There couldn't have been a better witness of India's collapse in the 1996 World Cup semi-final against Sri Lanka than Vinod Kambli - he saw it all from the other end. 15 years later, in November 2011, Kambli raised suspicions on a televised debate about then captain Mohammed Azharuddin's decision to field first. He claimed this was surprising because the team had unanimously decided to bat first if they won the toss. Azhar rubbished the allegation and was backed up by ex-teammates Sanjay Manjrekar, Nayan Mongia and Venkatapathy Raju. Politicians and officials were also quick to get involved, with ICC president Sharad Pawar calling Kambli's allegations "irresponsible." Kambli finds himself with few friends at the moment but, with match-fixing being a very real and current issue, the fans may be less easy to convince of Azhar's innocence.
For many, cricket lost not just a journalist but an entire perspective when cricketer turned commentator Peter Roebuck jumped to his death from a hotel room on November 12. As details emerged, it appeared that Roebuck may have committed suicide after being questioned by police about sexual assault charges. Now, South African police will question 16 young boys who were sponsored by Roebuck and who lived with him in his house in South Africa. Unconfirmed reports suggest that Roebuck may have been facing arrest after a young Zimbabwean man charged him with sexual assault. There can be no doubt that the can of worms that Roebuck's death opened can only get murkier.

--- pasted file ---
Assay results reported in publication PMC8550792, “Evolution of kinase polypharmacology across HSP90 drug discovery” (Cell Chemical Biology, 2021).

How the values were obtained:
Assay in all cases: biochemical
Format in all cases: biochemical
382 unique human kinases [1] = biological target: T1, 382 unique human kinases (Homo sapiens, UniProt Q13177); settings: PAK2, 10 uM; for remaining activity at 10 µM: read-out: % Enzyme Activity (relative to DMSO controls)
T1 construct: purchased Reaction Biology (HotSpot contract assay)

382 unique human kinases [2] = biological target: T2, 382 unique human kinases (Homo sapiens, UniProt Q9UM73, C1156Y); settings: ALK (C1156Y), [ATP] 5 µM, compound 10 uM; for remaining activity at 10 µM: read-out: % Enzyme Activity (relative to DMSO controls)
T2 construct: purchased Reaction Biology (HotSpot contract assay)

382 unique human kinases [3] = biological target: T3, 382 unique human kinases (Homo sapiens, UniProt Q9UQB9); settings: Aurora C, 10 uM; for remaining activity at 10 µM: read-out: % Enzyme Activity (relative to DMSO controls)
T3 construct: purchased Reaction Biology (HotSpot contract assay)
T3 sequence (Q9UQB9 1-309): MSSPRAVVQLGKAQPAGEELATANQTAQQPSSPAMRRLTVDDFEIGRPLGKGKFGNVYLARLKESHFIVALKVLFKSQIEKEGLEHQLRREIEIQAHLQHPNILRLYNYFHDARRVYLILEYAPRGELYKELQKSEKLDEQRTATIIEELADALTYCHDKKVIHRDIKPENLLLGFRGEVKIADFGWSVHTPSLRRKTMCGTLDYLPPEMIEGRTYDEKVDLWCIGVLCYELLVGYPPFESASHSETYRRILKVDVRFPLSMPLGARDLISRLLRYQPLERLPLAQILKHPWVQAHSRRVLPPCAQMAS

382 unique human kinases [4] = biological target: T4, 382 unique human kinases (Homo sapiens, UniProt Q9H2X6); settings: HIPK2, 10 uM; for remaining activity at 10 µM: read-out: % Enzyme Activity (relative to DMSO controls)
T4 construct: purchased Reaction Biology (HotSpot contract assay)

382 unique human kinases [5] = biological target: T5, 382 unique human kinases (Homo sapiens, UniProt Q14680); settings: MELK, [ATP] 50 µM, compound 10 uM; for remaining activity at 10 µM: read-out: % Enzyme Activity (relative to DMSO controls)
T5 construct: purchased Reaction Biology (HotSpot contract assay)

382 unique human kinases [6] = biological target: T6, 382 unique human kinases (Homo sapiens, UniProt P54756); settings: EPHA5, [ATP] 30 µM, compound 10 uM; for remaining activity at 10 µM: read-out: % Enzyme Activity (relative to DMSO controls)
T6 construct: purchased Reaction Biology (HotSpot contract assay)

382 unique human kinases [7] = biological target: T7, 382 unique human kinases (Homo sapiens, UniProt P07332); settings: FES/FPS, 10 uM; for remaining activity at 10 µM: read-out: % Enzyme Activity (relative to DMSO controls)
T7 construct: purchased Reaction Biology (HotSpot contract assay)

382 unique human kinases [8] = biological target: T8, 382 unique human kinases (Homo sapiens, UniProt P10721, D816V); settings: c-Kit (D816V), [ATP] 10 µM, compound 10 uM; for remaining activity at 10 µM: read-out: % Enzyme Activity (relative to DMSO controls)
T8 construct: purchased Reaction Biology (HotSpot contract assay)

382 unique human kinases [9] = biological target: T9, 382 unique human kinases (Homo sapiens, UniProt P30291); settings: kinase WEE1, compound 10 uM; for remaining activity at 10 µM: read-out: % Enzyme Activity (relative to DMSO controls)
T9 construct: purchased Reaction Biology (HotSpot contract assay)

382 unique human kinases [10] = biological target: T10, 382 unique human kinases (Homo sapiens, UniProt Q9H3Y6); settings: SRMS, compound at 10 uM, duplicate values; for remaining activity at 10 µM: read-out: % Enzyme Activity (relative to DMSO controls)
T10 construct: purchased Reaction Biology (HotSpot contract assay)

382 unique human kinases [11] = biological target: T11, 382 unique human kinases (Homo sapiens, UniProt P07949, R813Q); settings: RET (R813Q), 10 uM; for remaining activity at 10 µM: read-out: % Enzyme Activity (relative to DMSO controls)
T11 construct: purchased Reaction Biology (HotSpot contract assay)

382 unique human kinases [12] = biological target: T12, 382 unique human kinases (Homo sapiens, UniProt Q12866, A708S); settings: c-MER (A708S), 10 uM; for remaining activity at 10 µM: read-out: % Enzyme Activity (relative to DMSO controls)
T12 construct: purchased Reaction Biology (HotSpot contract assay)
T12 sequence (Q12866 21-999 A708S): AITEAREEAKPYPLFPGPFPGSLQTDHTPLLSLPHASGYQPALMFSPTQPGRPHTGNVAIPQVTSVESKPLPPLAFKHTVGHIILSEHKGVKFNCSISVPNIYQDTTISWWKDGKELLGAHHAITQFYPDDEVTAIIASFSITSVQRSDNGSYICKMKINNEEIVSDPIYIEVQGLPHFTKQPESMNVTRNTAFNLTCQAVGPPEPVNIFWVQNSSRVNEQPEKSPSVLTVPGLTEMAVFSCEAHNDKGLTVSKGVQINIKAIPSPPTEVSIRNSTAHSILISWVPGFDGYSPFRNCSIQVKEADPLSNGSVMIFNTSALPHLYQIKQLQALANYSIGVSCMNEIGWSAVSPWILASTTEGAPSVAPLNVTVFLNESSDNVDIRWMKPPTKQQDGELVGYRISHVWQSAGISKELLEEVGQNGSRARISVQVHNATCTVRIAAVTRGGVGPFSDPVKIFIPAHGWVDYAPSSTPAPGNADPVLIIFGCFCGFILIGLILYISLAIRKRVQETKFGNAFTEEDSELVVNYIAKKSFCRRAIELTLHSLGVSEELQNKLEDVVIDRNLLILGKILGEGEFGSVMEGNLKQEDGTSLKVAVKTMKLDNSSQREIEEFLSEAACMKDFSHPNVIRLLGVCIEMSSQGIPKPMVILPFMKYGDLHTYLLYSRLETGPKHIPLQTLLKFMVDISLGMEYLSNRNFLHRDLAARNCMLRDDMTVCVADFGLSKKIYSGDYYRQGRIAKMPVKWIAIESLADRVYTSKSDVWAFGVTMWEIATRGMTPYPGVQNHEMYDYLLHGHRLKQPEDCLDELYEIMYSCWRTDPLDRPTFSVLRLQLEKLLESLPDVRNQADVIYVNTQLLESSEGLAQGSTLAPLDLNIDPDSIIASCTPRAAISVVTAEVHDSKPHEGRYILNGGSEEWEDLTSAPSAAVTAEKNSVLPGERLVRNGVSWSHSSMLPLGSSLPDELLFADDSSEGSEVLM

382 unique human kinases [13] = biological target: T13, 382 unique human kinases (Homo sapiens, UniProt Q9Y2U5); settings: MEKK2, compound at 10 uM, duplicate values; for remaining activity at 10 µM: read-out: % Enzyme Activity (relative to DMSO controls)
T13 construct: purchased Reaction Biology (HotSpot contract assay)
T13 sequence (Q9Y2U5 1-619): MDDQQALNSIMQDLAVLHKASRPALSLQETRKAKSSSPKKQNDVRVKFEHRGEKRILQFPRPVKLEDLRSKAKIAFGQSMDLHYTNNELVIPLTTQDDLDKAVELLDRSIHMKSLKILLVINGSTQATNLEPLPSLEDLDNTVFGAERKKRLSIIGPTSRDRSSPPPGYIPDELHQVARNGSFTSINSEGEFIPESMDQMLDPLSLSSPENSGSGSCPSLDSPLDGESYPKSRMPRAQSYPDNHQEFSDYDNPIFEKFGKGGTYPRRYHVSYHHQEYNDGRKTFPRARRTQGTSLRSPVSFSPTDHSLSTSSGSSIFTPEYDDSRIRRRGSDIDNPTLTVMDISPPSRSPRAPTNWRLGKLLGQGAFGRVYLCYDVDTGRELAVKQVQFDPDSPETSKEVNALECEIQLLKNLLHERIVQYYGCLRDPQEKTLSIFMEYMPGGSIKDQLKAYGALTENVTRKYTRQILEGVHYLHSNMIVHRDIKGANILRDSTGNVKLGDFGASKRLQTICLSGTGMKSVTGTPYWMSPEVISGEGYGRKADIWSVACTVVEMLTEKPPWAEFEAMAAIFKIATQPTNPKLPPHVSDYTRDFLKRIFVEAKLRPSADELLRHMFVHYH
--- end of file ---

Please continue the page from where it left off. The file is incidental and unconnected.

In June 2011 batsman Simon Katich was axed from Australia's list of contracted players on the grounds that, at 35 plus, he was too old. Katich decided against suing Cricket Australia but went on to accuse captain Michael Clarke of having him dropped from the team. The reason - an infamous dressing room brawl in 2009 in which Katich grabbed Clarke by the throat. Public opinion and former players were divided over Katich's sacking, but the authorities were unanimous in their condemnation of Katich's outburst. He now faces sanctions from Cricket Australia.
Pakistan's long standing problems with match-fixing allegations continued this year. A London court convicted Pakistani players Salman Butt (30 months), Mohammed Amir (6 months) and Mohammed Asif (12 months) on spot-fixing charges on November 3 for bowling deliberate no balls in a 2010 match against England. The players are said to have received between 2,500 to 65,000 pounds in bribes. All three have been handed jail terms, but may get off with serving just half their sentences depending on good behavior.
Premier League football, never the most polite of games, erupted into a race row when Manchester United defender Patrice Evra accused Liverpool striker Luis Suarez of hurling insults at him that referred to Evra's ethnic origin. On November 16 Suarez was formally charged by the Football Association with racial abuse even as the Uruguay player maintained his innocence. Manchester United chief Alex Ferguson was asked by the FA not to speak about the matter, while Liverpool stands firmly behind Suarez. A similar incident involving Chelsea captain John Terry, who has been accused by QPR defender Anton Ferdinand of racially abusing him, is also under investigation by the English FA and London's Metropolitan Police.